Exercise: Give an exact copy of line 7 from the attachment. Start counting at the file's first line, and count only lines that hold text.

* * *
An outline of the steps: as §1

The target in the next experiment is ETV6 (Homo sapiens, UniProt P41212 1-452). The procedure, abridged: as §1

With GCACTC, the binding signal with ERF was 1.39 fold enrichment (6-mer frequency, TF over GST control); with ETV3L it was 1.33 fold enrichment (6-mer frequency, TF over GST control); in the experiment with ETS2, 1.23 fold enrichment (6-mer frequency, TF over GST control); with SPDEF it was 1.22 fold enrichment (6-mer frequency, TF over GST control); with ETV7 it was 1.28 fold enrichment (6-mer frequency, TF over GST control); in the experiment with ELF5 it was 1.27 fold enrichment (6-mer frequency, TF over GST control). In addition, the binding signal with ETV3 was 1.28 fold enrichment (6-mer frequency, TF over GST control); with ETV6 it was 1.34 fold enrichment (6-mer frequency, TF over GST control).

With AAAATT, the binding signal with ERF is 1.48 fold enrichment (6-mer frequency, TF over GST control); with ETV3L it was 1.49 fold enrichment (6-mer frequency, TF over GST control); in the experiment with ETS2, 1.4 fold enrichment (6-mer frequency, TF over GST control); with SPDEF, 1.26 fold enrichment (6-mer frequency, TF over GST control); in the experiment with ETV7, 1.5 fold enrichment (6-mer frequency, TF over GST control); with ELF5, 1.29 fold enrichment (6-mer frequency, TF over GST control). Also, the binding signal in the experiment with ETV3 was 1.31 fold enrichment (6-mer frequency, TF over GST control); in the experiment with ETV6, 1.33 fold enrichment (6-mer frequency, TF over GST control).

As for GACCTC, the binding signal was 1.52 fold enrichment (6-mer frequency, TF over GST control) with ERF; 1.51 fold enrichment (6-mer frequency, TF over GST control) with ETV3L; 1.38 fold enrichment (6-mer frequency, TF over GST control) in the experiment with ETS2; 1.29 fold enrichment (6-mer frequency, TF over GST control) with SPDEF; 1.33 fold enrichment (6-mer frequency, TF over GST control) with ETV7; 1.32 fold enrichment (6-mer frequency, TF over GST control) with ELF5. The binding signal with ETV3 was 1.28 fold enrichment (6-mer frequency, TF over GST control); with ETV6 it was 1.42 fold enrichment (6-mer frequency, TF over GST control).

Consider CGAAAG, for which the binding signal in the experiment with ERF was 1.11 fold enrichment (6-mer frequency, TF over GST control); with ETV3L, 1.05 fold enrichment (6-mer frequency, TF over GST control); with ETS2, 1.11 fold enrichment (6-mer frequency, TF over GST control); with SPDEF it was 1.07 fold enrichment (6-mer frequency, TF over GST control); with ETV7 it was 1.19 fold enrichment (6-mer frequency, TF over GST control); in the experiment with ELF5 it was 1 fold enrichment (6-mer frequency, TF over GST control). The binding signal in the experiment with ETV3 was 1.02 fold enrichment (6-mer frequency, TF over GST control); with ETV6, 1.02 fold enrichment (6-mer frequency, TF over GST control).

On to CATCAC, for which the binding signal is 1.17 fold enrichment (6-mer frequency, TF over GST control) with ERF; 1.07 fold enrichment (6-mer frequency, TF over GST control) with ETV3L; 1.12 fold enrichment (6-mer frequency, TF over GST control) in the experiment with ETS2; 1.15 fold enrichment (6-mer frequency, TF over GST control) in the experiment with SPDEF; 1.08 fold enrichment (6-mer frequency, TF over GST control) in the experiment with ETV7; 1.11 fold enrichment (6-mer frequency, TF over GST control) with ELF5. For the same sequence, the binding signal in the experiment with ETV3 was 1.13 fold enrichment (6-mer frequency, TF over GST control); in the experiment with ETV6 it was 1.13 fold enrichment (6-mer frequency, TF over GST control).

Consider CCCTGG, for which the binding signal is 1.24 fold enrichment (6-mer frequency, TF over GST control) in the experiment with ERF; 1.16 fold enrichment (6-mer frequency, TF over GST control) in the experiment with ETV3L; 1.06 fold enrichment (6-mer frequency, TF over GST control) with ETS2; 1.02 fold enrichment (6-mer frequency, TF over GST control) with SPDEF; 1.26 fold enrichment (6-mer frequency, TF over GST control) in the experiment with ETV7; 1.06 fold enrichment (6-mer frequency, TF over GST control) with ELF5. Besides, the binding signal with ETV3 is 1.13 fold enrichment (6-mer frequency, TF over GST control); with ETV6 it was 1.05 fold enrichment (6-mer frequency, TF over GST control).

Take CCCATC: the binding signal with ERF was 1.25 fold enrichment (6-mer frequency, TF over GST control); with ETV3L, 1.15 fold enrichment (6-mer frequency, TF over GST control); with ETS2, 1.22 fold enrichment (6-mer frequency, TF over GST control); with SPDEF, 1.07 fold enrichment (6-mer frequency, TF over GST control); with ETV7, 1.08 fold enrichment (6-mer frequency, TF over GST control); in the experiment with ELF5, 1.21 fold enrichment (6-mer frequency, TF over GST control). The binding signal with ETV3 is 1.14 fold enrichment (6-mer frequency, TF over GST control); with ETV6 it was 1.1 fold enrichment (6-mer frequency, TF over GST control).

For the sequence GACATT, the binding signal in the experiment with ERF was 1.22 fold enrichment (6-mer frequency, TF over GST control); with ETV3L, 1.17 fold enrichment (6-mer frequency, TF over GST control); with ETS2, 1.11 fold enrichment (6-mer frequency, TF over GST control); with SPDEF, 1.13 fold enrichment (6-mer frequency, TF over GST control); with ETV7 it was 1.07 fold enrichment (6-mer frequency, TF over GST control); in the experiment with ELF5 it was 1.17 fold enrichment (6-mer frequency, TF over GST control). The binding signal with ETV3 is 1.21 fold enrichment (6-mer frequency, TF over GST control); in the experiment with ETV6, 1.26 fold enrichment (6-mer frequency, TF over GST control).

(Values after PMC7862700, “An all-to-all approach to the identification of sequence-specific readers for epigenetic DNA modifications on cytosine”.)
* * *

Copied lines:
On to CATCAC, for which the binding signal is 1.17 fold enrichment (6-mer frequency, TF over GST control) with ERF; 1.07 fold enrichment (6-mer frequency, TF over GST control) with ETV3L; 1.12 fold enrichment (6-mer frequency, TF over GST control) in the experiment with ETS2; 1.15 fold enrichment (6-mer frequency, TF over GST control) in the experiment with SPDEF; 1.08 fold enrichment (6-mer frequency, TF over GST control) in the experiment with ETV7; 1.11 fold enrichment (6-mer frequency, TF over GST control) with ELF5. For the same sequence, the binding signal in the experiment with ETV3 was 1.13 fold enrichment (6-mer frequency, TF over GST control); in the experiment with ETV6 it was 1.13 fold enrichment (6-mer frequency, TF over GST control).